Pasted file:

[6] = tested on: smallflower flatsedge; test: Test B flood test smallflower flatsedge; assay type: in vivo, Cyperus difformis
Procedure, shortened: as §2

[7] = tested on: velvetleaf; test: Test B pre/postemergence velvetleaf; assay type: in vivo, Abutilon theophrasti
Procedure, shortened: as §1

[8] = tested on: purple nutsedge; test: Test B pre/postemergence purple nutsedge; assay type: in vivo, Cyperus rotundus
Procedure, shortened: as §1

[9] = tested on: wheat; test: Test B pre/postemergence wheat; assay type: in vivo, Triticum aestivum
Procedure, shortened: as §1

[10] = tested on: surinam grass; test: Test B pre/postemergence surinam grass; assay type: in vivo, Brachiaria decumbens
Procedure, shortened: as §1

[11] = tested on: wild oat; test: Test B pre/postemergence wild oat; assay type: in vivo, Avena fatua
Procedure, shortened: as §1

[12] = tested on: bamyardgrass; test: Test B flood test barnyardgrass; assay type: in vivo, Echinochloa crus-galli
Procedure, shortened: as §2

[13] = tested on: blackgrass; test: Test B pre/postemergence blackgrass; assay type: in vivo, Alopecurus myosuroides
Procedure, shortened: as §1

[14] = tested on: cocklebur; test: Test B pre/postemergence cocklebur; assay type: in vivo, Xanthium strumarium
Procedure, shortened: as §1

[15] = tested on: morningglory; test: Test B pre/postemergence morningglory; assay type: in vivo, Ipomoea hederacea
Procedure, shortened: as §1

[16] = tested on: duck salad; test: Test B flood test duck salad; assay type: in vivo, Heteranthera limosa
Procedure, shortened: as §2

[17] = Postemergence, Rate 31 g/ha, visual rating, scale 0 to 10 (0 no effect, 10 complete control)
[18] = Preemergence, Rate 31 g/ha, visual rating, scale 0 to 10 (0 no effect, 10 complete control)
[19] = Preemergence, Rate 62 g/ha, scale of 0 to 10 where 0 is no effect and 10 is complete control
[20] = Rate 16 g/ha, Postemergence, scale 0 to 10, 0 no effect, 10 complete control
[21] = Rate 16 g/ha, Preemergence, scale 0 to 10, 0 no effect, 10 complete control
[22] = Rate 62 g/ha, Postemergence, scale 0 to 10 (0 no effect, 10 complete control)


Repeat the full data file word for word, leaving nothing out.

[6] = tested on: smallflower flatsedge; test: Test B flood test smallflower flatsedge; assay type: in vivo, Cyperus difformis
Procedure, shortened: as §2

[7] = tested on: velvetleaf; test: Test B pre/postemergence velvetleaf; assay type: in vivo, Abutilon theophrasti
Procedure, shortened: as §1

[8] = tested on: purple nutsedge; test: Test B pre/postemergence purple nutsedge; assay type: in vivo, Cyperus rotundus
Procedure, shortened: as §1

[9] = tested on: wheat; test: Test B pre/postemergence wheat; assay type: in vivo, Triticum aestivum
Procedure, shortened: as §1

[10] = tested on: surinam grass; test: Test B pre/postemergence surinam grass; assay type: in vivo, Brachiaria decumbens
Procedure, shortened: as §1

[11] = tested on: wild oat; test: Test B pre/postemergence wild oat; assay type: in vivo, Avena fatua
Procedure, shortened: as §1

[12] = tested on: bamyardgrass; test: Test B flood test barnyardgrass; assay type: in vivo, Echinochloa crus-galli
Procedure, shortened: as §2

[13] = tested on: blackgrass; test: Test B pre/postemergence blackgrass; assay type: in vivo, Alopecurus myosuroides
Procedure, shortened: as §1

[14] = tested on: cocklebur; test: Test B pre/postemergence cocklebur; assay type: in vivo, Xanthium strumarium
Procedure, shortened: as §1

[15] = tested on: morningglory; test: Test B pre/postemergence morningglory; assay type: in vivo, Ipomoea hederacea
Procedure, shortened: as §1

[16] = tested on: duck salad; test: Test B flood test duck salad; assay type: in vivo, Heteranthera limosa
Procedure, shortened: as §2

[17] = Postemergence, Rate 31 g/ha, visual rating, scale 0 to 10 (0 no effect, 10 complete control)
[18] = Preemergence, Rate 31 g/ha, visual rating, scale 0 to 10 (0 no effect, 10 complete control)
[19] = Preemergence, Rate 62 g/ha, scale of 0 to 10 where 0 is no effect and 10 is complete control
[20] = Rate 16 g/ha, Postemergence, scale 0 to 10, 0 no effect, 10 complete control
[21] = Rate 16 g/ha, Preemergence, scale 0 to 10, 0 no effect, 10 complete control
[22] = Rate 62 g/ha, Postemergence, scale 0 to 10 (0 no effect, 10 complete control)